Richard Berry & The Pharaohs - Louie Louie
‘Louie Louie’?!?!? You say, eyes rolling in disbelief…. Well, this ain’t the Kingsmen my friend. This is the OG, that shockingly enough most people have never heard (due in large part to it being almost completely unavailable as a reissue, not to mention the fact that the cancerous scourge of the airwaves “oldies radio” operates as if Richard Berry never existed…). I’ve preferred Berry’s original since I heard it years ago, and even then it took me a few years to track it down on CD (via a Swedish reissue). Richard Berry was part of the Los Angeles R&B scene in the 50’s. In addition to his own recordings (with the Pharaohs), which are thoroughly rocking and well worth tracking down, he appeared (uncredited) as the lead voice on the Robins original version of ‘Riot In Cell Block #9’ (who would later become the Coasters) and as the male voice in Etta James ‘Roll With Me Henry’. His 1956 recording of “Louie Louie” was a minor West Coast hit, but fell into obscurity until it was unearthed (and gassed up) by a number of Northwest rock bands, including Paul Revere and the Raiders, the Wailers, the Sonics, and of course the Kingsmen who would ride the tune into the ground, remaking it numerous times in their “career”. It’s also important to note (on the Northwest rock tip) that Berry also wrote and recorded the original version of ‘Have Love Will Travel”, which the Sonics re-did, and is now being featured in – of all places – a Land Rover commercial. Nothing like the spirit of rock and roll being pimped out to sell $50,000 luxury shitheaps…. Anyway…the Kingsmen had a huge hit with the tune, starting all manner of insane controversy (not unlike the kind of crap we deal with all the time here in the Bush era) and for all intents and purposes relegated Mr. Berry to the dustbin of history. The first time I had any inkling whatsoever that ‘Louie Louie’ wasn’t the sole purvey of screaming frat rockers, was strangely enough in a movie theater in 1973, when I first saw American Graffiti. The band in the movie ‘Herbie & The Heartbeats’ (actually Flash Cadillac & The Continental Kids, a post-Sha Na Na 50’s retro act) played ‘Louie Louie’ in a strange, slower tempo than I had ever heard (and believe me, even at the age of 11 ‘Louie Louie’ was already imprinted on my brain…). I was intrigued, but alas, I was but a penniless child, living in a pre-internet informational void….. Many years later (probably on a college station) I finally heard Richard Berry & the Pharaoh’s rocking ‘Louie Louie’ and the light went off over my head, the dots were connected and the world was once again at peace (at least it was from where I was sitting). My quest began from there, and as I said, it took me years to track it down. The version on the Rhino ‘Louie Louie’ comp was a rerecording (I suspect this was due to the fact that Berry no longer owned the rights to the original recording, or the song for that matter...), and it wasn’t showing up anywhere else. In the interim I did manage to pick up a Japanese* import of 50’s LA R&B from the Modern label, which included some other Berry/Pharaohs tracks as well as a few other tracks indicative of the high quality stuff being cranked out in those environs at the time, i.e. Young Jessie’s “Mary Lou” (later covered by Ronnie Hawkins) and the Cadets ‘Stranded In The Jungle’ (later covered by the NY Dolls), providing a cool snapshot of the LA scene. When I finally did find a comp of Berry’s early stuff it was a gas. Aside from ‘Louie Louie’ and ‘Have Love Will Travel’ there were a bunch of other rocking R&B cuts that while not earth shattering (or likely to rocket Berry to the first string of early rockers) were of high quality. Berry’s original ‘Louie Louie’, with the bass singer laying down the famous “duh-duh-duh duh-duh” riff breaks out into an almost swinging tempo. Berry’s lead is shadowed by the Pharaohs harmonies, all laid out on a bed of piano, drums and sax. The beat is much more conducive to dancing than the various garage-punk versions and a tune known to most as an unintelligible, head-banger is revealed to possess heretofore unknown levels of sophistication and cool. While it seems unlikely that Berry’s version will ever undergo a serious enough “rediscovery” to supplant the Kingsmen in the public consciousness (and maybe it shouldn’t), hearing the original (forcibly divorced from it’s R&B roots by time and circumstance more than 40 years ago) restores to the tune much of it’s “blackness”.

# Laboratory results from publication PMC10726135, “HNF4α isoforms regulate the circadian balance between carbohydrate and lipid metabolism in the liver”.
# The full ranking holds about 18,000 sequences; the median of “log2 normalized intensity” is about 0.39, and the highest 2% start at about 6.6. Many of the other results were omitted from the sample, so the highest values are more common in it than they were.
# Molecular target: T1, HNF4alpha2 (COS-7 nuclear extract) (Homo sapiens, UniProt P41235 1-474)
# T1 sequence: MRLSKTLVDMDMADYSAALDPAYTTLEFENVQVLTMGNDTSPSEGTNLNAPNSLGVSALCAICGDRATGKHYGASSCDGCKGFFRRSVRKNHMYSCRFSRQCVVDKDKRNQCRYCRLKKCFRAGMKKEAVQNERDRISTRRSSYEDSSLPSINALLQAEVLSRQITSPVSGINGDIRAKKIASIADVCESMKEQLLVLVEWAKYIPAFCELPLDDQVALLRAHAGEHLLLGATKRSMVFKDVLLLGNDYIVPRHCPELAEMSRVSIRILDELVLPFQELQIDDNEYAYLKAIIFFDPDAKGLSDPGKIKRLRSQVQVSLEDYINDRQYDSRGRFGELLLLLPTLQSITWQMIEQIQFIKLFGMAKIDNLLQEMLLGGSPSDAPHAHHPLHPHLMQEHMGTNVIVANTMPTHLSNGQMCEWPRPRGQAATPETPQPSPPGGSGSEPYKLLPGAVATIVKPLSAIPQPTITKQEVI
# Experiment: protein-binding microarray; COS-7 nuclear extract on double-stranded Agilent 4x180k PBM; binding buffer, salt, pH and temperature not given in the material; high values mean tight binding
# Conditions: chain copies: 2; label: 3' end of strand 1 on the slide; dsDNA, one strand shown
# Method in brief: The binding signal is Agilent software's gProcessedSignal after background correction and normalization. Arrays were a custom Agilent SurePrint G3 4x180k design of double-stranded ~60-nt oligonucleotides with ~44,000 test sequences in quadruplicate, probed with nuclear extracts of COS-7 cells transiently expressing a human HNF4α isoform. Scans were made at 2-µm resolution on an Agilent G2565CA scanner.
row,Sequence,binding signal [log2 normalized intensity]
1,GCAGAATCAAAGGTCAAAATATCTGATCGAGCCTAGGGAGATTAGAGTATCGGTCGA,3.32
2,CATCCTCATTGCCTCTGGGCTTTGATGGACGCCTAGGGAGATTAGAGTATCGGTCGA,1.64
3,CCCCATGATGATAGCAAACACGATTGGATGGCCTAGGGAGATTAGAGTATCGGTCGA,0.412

Anyway...I recently scored a copy of the 45, and decided to share the wealth.
Fortunately, Ace Records in the UK has just reissued a bunch of Berry’s recordings for the Flip label (and some rarities) and you can grab it at Amazon. Do so now. You will not regret it. *And how sad is it that we have to go through Sweden and Japan to get our rock'n'roll roots????